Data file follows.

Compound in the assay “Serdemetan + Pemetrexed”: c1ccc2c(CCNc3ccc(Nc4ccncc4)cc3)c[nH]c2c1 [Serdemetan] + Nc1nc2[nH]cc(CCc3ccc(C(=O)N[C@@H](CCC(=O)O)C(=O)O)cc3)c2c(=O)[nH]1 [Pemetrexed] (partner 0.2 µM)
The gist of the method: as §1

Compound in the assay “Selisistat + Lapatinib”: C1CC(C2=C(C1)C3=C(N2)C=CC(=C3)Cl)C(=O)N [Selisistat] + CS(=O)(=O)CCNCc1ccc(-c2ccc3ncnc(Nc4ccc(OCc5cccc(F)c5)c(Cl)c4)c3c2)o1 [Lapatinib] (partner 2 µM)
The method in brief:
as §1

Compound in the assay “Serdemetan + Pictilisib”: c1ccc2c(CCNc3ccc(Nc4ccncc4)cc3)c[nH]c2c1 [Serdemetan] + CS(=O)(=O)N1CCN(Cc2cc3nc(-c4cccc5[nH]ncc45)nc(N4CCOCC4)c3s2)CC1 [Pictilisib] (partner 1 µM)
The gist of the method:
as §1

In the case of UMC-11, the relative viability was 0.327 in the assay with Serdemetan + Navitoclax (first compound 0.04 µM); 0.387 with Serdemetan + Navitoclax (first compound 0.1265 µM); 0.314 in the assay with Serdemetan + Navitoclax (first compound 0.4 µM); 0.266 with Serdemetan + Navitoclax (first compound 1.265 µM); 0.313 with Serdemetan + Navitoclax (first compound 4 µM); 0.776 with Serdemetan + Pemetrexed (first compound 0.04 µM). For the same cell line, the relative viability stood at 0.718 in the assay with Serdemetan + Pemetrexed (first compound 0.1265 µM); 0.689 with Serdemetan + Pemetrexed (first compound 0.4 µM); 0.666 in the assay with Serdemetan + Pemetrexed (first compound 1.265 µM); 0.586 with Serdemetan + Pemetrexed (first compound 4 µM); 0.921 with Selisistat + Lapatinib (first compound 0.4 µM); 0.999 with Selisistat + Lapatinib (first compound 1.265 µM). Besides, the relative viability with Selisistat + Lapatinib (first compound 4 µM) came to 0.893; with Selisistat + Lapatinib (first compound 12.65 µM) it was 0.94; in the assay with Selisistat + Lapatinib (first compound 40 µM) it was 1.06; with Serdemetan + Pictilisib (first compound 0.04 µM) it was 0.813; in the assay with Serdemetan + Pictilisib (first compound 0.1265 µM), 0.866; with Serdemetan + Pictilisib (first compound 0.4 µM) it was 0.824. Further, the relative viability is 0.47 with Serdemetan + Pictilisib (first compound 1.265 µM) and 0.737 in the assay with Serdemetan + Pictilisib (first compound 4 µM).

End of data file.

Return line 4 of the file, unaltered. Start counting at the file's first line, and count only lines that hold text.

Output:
The method in brief: